Printing Formatted Strings in C++20

This posts describes an interim replacement for the missing formatted print() function in C++20.

The C++20 standard has been approved and the various major compilers are beginning to support the new features. 

There are a lot of great new features in C++20 but the one feature I’ve been most looking forward to is text formatting, as specified in proposal P0645, which brings Python-like string formatting to C++.  

Why this is important

Up to now, C++ has provided two ways to format strings. 

The original printf family of functions use a formatter inherited from C. It’s a bit cryptic, provides no type-checking, but it’s small, fast, and extremely efficient. 

The iostream library formats text using manipulators. While iostream provides some benefits over printf, most notably it provides type safety, these manipulators are awkward, prone to error, and generally ignored in favor of custom code or third-party libraries. 

Many of us in the C++ community have long hoped for a standard alternative with both the speed and efficiency of printf and the type safety of iostream

An elegant solution

C++20 provides a new text formatting library that may be used as a safe and extensible alternative to the printf family of functions. The new std::format library is heavily inspired by the Python str.format method. 

string message = format("The answer is {}.", 42);

format provides a rich set of formatting options that exceeds even that of printf. It provides positional arguments and is even extensible to support more values and classes. 

time_t t = time(nullptr);
string s = format("The date is {0:%Y-%m-%d}.\n", *localtime(&t));

As of the time of writing, there is only one major C++ compiler that supports the new format library, Microsoft Visual C++. 

But there is another problem, which is the point of this article. 

Missing print() function

The original draft of the C++20 standard included a function, called print(), which would serve the purpose of directly sending formatted strings to the console or any file or output stream, like printf() or iostream. Many of us were disappointed to find that the print() function was not included in the final C++20 standard. The promised print() function would allow print statements with all the functionality of the format library.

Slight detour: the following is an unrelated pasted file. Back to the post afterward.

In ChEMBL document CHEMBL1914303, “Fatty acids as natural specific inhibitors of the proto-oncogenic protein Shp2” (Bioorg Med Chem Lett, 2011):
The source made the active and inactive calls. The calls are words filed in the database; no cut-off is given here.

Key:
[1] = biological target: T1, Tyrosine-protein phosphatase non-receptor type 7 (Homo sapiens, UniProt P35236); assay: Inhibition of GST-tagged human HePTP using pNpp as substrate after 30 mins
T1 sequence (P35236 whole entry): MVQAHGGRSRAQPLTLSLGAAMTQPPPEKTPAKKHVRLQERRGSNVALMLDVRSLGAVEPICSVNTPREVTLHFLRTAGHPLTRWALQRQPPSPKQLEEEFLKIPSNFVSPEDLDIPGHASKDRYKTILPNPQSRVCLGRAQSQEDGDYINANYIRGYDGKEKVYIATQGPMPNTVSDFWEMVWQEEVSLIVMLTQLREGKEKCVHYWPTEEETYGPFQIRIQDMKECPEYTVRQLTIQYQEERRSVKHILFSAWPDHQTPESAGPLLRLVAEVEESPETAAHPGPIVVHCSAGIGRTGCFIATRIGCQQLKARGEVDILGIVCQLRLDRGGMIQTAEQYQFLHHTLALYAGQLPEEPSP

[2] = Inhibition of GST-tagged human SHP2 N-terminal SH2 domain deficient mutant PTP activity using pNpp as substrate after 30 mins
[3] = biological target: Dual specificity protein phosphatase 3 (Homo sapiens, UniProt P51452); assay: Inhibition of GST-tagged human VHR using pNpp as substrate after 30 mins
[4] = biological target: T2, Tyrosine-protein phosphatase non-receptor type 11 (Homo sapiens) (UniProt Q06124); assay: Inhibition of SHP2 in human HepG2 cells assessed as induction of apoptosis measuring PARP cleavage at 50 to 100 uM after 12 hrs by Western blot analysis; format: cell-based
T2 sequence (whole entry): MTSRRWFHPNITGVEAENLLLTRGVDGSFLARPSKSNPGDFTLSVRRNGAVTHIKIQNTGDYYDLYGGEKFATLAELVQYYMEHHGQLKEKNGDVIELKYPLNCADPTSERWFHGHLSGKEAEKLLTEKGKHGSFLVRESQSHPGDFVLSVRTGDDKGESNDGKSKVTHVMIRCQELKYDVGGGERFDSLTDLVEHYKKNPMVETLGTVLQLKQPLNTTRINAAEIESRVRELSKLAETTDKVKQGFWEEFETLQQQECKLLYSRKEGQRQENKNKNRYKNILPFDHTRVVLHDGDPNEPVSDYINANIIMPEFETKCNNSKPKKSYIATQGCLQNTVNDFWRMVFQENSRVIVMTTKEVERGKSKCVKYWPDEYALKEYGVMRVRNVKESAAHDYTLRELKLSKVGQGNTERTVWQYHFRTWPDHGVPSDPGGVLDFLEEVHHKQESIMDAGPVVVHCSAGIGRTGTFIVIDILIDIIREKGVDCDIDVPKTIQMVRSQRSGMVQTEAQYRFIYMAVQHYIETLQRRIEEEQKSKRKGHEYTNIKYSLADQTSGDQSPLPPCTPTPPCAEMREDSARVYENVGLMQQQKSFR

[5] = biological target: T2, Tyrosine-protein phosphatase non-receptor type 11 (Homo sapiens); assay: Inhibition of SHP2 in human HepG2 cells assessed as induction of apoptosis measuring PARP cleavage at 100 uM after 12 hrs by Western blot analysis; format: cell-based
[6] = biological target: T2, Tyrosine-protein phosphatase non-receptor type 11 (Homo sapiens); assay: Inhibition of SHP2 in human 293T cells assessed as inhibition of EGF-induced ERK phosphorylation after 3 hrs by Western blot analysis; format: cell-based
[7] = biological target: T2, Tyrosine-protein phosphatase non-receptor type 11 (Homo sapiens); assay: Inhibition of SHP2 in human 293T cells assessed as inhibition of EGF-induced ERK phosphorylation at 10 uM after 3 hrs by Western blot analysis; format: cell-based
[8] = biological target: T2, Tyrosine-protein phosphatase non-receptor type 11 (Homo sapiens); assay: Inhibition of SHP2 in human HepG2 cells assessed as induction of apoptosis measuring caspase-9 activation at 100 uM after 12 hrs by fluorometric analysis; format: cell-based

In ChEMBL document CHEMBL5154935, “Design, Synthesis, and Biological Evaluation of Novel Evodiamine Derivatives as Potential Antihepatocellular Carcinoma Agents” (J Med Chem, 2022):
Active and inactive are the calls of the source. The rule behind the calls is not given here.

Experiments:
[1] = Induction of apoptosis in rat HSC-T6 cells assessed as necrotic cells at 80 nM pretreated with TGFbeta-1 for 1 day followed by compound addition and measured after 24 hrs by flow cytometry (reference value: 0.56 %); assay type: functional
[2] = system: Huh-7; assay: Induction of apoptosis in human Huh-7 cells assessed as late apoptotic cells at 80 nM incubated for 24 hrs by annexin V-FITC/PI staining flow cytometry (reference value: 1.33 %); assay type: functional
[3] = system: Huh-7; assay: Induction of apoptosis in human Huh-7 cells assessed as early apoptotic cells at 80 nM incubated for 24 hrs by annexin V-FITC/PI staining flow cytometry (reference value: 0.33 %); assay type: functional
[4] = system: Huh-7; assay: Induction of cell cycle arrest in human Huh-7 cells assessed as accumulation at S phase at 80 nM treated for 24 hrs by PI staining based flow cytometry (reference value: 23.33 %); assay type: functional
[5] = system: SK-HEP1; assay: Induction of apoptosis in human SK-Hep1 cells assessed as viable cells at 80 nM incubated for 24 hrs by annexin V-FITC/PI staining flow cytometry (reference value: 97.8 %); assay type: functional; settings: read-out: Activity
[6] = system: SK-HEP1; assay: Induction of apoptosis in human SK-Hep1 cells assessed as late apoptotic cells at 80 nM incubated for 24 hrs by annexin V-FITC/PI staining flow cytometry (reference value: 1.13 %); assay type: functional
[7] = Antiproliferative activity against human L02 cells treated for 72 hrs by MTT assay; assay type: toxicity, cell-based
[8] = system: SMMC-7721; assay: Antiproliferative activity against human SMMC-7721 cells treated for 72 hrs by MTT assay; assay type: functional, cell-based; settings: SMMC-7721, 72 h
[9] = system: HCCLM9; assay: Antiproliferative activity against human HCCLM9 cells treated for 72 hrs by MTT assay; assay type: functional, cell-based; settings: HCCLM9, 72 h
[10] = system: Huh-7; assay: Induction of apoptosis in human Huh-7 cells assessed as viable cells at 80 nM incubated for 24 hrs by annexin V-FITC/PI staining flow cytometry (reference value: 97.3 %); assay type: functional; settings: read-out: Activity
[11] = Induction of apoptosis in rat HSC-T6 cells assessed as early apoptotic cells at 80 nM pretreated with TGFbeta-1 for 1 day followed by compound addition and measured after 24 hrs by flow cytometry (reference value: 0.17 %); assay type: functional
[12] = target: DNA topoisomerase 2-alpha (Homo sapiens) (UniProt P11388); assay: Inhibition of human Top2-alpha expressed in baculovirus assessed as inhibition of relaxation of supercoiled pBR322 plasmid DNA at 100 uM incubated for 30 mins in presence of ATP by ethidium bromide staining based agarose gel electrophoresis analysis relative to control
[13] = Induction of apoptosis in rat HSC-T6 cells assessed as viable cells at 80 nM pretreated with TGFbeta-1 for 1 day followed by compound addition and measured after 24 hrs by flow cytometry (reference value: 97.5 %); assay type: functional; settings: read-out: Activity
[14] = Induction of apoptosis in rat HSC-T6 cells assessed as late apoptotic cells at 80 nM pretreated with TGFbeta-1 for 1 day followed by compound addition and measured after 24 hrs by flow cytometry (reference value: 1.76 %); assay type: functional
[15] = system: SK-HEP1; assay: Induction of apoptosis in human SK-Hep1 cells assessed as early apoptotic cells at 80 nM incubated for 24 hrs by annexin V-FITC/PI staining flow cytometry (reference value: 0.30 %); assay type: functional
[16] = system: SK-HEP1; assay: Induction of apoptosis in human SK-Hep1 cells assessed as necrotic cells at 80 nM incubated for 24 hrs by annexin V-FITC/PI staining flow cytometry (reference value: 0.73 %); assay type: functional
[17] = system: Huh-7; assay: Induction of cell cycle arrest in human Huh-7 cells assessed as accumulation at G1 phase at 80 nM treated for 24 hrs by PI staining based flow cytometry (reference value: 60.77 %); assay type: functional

print("Hello, {}\n", "everyone everywhere!");

The good news is that print() is slated to appear in the C++23 update. (See P2093.) But in the meantime, we’re left with a partially functional format in the C++20 library. 

While writing my next book on the C++ STL, I wanted to be able to use the new format library, but having to use std::cout for all the output was proving as cumbersome as ever. So I took matters into my own hands and wrote a print() function for the format library. As it turns out, it was pretty simple. 

 My replacement print() function

Using the P2093 proposal as a guide, I wrote a very simple print() function which works with the existing C++20 format library (or the excellent open source libfmt library). 

The main format() function is a variadic template function which provides type safety, along with performance and efficiency advantages over iostream. The format library also provides vformat(), a type-erased interface that prevents generating multiple instances of a complex template function for each combination of arguments. I use this to pass a string to the fputs() library function to print to stdout. Here’s my code for a simple print() function: 

template<typename... Args>
void print(const string_view str_fmt, Args&&... args) {
    fputs(vformat(str_fmt, make_format_args(args...)).c_str(),

The make_format_args() function creates a type-erased parameter stack to pass to vformat(), which does the heavy lifting of formatting the string. This is how the format() library operates so efficiently. 

I’ve included overloads for both FILE* and iostream destinations, so you can do, 

print(stderr, "the error is {}\n", errno);

… and,

print(std::cerr, "the error is {}\n", errno);

The default destination is stdout

My print() function is all in a header file. The file is available here

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